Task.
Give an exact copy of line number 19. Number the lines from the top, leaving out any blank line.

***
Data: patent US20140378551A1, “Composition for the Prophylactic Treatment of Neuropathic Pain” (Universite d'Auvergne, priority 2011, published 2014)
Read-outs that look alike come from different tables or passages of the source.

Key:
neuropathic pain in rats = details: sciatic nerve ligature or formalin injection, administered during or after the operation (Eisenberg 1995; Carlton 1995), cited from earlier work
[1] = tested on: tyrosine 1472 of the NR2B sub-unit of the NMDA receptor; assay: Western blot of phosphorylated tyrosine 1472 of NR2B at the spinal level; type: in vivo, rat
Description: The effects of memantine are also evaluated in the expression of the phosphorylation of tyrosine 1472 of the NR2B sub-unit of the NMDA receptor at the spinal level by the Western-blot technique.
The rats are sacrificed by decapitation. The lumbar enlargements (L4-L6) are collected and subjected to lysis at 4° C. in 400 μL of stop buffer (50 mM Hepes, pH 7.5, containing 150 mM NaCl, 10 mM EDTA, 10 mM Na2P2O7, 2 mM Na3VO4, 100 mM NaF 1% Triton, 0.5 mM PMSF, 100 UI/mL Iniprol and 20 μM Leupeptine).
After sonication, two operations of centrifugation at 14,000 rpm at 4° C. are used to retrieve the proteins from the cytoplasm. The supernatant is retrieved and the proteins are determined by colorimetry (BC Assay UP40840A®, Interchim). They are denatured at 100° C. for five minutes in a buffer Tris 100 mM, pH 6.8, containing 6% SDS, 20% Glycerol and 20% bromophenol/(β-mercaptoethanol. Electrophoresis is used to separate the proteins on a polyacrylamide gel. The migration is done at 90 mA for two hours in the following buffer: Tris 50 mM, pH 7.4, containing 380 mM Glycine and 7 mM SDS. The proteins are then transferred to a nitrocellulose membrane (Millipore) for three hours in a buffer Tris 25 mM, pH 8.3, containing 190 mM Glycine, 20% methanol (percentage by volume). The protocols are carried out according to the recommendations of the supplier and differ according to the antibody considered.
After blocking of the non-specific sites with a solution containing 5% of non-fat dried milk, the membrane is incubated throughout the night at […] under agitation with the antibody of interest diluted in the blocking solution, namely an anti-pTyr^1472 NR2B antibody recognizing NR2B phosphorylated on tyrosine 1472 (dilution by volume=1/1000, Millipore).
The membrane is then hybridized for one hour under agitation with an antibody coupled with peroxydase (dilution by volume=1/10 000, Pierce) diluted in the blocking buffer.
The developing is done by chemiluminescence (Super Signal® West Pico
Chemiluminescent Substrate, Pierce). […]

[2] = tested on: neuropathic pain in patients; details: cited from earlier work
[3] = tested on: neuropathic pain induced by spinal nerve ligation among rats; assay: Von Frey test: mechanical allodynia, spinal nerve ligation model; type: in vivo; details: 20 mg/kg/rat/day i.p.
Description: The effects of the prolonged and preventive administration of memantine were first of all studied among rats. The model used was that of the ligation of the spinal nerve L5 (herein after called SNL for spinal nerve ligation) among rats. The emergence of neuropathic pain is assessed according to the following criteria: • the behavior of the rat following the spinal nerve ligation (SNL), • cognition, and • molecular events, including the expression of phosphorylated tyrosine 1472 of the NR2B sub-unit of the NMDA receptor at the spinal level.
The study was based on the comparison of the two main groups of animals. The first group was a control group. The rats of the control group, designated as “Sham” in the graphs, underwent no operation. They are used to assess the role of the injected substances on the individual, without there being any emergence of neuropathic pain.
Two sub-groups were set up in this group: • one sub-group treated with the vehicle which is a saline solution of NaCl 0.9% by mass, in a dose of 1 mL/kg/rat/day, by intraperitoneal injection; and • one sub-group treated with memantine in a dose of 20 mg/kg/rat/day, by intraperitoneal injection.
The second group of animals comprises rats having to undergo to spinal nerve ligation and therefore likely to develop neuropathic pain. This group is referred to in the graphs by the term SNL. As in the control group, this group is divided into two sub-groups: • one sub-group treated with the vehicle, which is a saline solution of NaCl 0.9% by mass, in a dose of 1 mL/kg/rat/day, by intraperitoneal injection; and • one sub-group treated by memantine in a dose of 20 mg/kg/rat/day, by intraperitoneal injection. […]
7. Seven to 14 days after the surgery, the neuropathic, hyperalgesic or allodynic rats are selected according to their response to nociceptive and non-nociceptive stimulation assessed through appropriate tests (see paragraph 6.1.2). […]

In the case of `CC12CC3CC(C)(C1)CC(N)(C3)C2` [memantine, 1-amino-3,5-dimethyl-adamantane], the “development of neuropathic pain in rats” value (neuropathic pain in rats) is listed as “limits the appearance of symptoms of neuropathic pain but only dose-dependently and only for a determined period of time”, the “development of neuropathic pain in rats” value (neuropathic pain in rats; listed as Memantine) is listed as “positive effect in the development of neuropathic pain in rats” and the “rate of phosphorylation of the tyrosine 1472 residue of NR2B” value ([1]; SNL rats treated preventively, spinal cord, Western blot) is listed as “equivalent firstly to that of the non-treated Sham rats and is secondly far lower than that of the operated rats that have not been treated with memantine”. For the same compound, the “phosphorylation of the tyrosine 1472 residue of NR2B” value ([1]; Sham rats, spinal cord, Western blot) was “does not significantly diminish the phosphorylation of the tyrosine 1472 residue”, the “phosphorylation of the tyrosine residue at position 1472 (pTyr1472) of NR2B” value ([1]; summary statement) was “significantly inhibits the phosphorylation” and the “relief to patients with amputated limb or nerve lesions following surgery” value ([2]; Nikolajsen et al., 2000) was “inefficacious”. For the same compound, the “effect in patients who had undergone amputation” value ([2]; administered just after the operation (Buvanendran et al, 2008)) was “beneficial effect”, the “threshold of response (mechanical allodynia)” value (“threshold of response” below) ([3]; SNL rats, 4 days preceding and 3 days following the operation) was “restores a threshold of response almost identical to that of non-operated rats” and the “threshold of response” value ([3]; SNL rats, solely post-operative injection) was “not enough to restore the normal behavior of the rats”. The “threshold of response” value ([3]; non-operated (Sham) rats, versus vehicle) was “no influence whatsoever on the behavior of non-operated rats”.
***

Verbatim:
7. Seven to 14 days after the surgery, the neuropathic, hyperalgesic or allodynic rats are selected according to their response to nociceptive and non-nociceptive stimulation assessed through appropriate tests (see paragraph 6.1.2). […]